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Conversational AI startup Yellow Messenger raises $20M Series B from Lightspeed – TechCrunch

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While general purpose chatbots haven't shaped user interfaces as radically as early advocates like Facebook may have hoped, when used in a more targeted capacity, they have shown promise in building closer relationships between consumers and brands and making critical enterprise workflows more streamlined. India's Yellow Messenger operates a conversational AI platform used by companies including Accenture, Flipkart and Grab to communicate with employees and customers. The startup is announcing new funding as they officially launch their chatbot platform stateside. The Bengaluru-based company tells TechCrunch they've closed a $20 million Series B led by Lightspeed Venture Partners. The startup previously raised funding from Lightspeed India Partners, which led the startup's Series A last year.


Microsoft may finally have its Slack killer

PCWorld

Despite a varied portfolio of collaboration services, Microsoft is still struggling to field a strong competitor to enterprise group messaging apps like Slack and HipChat. It has SharePoint, Skype for Business and Yammer, but none of them is really a direct competitor to the slickly designed, GIF-stuffed and bot-laden crop of modern messaging applications. That may be about to change, according to a report from MSPoweruser on Tuesday. Microsoft is supposed to be working on Skype Teams, a new service with group chat capabilities that's a more direct competitor to Slack. The service, currently being tested internally at Microsoft, is supposed to let users chat both privately and in groups.


Software is due for a bundling event

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More posts by this contributor: How to join the network We are approaching a new phase of enterprise software, where every niche of Software-as-a-Service has been filled and cloud companies are being consolidated into larger companies. Markets have a tendency to cycle from bundling to unbundling, and software is due for a bundling event. The cloud, open APIs, next-generation messengers and machine learning are combining to turn the end-user interface to enterprise software into a unified experience. There have been attempts to do this, ranging from portal servers like Portal Software, to "Enterprise 2.0" collaboration software like Jive Software, to communications platforms like Yammer. However, none of these have stuck pervasively because they only solved one slice of the problem, various backends were difficult to integrate, it was hard to work with people outside of the enterprise and there was no machine learning to sift through all the data on users' behalf.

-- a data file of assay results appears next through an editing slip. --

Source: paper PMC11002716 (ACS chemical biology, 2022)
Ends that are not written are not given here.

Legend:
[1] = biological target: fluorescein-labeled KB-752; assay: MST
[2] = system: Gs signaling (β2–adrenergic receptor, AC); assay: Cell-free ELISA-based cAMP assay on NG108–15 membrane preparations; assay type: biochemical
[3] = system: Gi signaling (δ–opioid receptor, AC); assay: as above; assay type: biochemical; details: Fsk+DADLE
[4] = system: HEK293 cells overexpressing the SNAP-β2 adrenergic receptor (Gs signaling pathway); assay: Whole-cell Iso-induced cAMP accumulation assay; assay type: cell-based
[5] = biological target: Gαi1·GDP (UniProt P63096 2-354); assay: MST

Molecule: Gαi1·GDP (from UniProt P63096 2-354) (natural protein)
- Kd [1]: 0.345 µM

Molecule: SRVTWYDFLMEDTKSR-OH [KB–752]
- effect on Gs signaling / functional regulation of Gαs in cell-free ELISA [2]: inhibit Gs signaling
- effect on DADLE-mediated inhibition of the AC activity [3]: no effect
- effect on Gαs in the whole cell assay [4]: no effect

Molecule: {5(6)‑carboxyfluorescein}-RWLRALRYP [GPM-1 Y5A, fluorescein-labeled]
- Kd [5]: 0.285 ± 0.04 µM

Facebook F8 2017: Group Chat Bots For Messenger In The Works?

International Business Times

Facebook might announce a new group chat bot feature for Messenger at the company's annual F8 conference in April, TechCrunch reported Wednesday. The new feature would keep users informed about real-time news related to topics such as sports, finance and politics. The report adds that Facebook is working with top chatbot makers for the launch and might open up APIs to allow developers to build other group bots. The group chat bots would be a second coming for the company's bot based features, since it previously launched a bot platform at F8 2016, but the feature did not take off at the time. The report blames poorly developed artificial intelligence for the failure of previous bots.


Clearview AI exposes source code to controversial facial recognition app and company credentials

Daily Mail - Science & tech

Security researchers say a misconfigured server owned by the controversial facial recognition company, Clearview AI, exposed its software's source code as well as internal credentials and keys. According to TechCrunch, which first reported on the flaw, Mossab Hussein, the chief security officer at SpiderSilk, a security firm based in Dubai, uncovered a flawed Clearview server storing sensitive data, allowing users to bypass its password protection. Specifically, Hussein found that a misconfiguration allowed anyone to register as a new user and access the database containing Clearview's code regardless of whether they had entered password. TechCrunch reports that, in addition to source code that would allow anyone to use Clearview's software, the database also contained passwords and other keys that would allow one to access the company's cloud storage buckets. Finished versions of Clearview's apps for iOS and Android as well as pre-developer beta versions were contained in those buckets, TechCrunch reports.